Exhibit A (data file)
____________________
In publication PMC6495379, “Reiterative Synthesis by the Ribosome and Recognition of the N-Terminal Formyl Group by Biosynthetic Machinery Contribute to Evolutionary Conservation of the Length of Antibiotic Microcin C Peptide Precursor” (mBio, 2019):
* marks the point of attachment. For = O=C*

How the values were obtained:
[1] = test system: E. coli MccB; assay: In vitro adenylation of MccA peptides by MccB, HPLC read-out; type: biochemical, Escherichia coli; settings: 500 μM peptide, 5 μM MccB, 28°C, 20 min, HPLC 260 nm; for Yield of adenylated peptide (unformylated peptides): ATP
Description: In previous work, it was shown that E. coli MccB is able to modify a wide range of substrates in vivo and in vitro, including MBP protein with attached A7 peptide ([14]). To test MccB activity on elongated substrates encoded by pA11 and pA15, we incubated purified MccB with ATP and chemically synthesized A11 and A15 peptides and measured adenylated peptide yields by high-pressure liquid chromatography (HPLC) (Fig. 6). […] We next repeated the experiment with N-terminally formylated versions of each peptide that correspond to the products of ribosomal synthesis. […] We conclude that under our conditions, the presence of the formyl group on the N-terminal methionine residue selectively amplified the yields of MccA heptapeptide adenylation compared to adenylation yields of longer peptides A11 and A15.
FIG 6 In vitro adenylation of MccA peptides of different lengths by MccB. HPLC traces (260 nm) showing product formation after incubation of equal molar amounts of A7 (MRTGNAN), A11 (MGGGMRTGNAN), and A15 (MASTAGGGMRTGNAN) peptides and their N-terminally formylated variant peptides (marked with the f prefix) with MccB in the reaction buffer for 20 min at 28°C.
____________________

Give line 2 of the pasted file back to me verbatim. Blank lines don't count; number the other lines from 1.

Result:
* marks the point of attachment. For = O=C*